A generally very happy thirty-four year old female came in for a followup. She feels tired but attributes this to allergy medicines. In fact, Astepro causes drowsiness. She presented for ongoing care for migraine headaches. The headaches seem to originate in her neck and radiate up into her head. These are classic migraines: unilateral, pounding in nature, associated with nausea and classical visual changes. Migraines run in the family and she has had a longstanding history of migraines. But the headaches have been difficult to control.
By far, the best migraine prevention medicine is Topomax. However, its nick name is "dopomax", because it is frequently associated with brain fog.
She has been off antibiotics for a year and insists her Lyme is "cured."
She presented in 2008 with an illness that went back 12 years.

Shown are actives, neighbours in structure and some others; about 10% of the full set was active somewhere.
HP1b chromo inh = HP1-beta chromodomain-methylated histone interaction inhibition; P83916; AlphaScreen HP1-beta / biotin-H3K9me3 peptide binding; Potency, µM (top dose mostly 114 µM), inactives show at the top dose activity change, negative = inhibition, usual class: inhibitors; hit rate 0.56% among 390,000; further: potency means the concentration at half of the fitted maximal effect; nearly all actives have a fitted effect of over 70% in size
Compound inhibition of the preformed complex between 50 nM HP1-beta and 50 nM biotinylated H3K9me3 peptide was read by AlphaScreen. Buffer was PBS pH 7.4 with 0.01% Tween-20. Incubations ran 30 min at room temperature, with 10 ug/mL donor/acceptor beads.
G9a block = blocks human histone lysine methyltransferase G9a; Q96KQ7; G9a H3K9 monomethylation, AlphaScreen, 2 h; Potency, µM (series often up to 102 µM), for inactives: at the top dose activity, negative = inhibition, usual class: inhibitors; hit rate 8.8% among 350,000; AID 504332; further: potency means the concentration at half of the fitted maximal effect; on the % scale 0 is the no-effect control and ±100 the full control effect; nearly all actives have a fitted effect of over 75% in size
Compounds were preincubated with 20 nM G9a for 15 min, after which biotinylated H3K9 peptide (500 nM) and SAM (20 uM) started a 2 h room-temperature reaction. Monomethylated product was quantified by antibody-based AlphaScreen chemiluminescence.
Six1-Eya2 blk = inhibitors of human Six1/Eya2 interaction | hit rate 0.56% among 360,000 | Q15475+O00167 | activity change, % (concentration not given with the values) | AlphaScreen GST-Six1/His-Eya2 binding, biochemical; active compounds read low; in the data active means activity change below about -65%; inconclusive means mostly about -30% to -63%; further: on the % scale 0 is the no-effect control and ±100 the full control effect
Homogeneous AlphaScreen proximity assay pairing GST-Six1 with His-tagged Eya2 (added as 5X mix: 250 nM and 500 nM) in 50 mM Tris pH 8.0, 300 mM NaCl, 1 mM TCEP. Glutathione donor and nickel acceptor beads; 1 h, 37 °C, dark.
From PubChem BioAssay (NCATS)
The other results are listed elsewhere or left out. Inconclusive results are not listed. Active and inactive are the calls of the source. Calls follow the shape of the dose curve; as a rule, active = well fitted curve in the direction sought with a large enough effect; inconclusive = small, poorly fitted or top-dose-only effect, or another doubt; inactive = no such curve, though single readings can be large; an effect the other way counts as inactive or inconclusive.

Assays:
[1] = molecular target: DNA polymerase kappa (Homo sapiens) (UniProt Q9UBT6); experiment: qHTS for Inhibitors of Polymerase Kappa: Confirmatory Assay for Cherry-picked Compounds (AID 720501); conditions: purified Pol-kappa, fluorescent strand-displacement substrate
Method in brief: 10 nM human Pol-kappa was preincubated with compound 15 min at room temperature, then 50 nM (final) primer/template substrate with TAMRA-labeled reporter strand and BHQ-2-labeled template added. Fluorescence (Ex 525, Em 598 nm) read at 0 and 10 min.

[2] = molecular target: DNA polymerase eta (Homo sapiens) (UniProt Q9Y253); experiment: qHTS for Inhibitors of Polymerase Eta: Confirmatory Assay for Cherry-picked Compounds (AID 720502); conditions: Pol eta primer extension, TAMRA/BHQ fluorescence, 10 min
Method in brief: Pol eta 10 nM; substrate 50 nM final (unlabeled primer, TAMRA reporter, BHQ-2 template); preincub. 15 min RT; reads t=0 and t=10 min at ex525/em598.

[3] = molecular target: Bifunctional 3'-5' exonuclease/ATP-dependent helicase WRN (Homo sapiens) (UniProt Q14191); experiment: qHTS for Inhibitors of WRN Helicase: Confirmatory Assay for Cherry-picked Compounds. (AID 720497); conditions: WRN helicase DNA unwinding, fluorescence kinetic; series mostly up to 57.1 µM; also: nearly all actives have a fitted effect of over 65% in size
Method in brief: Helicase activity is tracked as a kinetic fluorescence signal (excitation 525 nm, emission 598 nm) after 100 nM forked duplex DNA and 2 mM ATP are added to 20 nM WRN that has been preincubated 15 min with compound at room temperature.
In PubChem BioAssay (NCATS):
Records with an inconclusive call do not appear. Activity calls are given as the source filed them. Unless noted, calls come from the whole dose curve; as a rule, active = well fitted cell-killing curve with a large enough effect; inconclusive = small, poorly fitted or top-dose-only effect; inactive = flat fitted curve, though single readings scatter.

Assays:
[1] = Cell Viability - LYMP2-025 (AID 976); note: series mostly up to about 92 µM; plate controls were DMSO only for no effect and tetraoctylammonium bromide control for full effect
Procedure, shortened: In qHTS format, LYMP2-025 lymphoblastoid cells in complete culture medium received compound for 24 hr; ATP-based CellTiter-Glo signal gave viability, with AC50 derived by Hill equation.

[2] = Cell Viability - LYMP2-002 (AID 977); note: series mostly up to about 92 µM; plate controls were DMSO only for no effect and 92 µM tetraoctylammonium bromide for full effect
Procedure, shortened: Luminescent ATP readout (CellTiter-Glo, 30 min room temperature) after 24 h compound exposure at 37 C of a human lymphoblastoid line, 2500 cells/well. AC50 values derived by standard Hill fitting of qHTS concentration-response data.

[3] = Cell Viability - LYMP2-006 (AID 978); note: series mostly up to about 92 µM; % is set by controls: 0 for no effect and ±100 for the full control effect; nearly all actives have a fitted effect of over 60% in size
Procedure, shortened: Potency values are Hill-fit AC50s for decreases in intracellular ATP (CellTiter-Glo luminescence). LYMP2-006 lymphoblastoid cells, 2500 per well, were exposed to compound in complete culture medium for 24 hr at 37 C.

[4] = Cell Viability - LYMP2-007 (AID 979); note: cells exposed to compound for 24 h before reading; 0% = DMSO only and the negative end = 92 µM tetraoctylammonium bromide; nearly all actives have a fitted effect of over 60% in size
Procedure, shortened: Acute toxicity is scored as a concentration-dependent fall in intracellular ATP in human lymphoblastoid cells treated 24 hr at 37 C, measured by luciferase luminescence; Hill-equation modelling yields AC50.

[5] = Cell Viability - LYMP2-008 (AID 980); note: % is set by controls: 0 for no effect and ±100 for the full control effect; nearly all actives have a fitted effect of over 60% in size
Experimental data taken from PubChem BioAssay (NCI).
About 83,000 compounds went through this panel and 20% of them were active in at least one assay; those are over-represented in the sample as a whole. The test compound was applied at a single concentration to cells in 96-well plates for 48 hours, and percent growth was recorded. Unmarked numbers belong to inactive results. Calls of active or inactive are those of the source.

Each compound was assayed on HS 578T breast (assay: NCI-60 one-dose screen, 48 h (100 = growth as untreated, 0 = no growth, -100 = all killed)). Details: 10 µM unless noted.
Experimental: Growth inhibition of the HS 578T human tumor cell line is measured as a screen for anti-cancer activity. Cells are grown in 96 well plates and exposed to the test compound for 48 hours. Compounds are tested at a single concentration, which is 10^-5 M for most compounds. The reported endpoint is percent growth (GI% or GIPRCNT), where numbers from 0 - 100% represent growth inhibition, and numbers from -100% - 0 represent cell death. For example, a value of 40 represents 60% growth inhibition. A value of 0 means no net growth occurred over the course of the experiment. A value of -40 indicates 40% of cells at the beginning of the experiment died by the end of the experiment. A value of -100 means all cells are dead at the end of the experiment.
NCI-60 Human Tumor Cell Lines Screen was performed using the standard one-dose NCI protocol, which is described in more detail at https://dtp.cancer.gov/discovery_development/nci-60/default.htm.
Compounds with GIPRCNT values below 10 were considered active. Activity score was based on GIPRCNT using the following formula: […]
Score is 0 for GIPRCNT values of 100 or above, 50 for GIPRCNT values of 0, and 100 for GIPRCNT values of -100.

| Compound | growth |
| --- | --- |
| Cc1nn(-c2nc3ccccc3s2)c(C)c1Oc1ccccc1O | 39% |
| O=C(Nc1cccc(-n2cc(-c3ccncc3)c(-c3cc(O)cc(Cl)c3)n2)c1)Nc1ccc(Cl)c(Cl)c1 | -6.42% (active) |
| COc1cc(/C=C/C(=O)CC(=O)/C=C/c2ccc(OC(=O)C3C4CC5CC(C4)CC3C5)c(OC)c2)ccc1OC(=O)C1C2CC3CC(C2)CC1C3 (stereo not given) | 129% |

Previous symptoms have included: memory loss, disorientation, anxiety, depression, nightmares, joint pain, numbness and tingling, night sweats, flu-like symptoms, dyslexia - problems with writing and reading, brain fog, getting words mixed up and others.
She was previously treated with an aggressive program which included several months of intravenous antibiotics.
When pressed a bit further she admits to some mild muscle and joint pain but all other major symptoms have been banished.
I would have to agree with her that her Lyme disease is largely in remission.
But headaches frequently persist after Lyme treatment, at times disabling.
Ironically, this patient works in medical research and studies Botox which can be used to treat migraines. (She has given me permission to publish her story).
Some patients are treated "forever" - with the thought the headaches are due to Babesia or perhaps another infection. I have found this akin beating a dead horse.
Standard treatments for migraine are usually effective. A new FDA approved treatment which frequently works is Botox which she is reticent to try.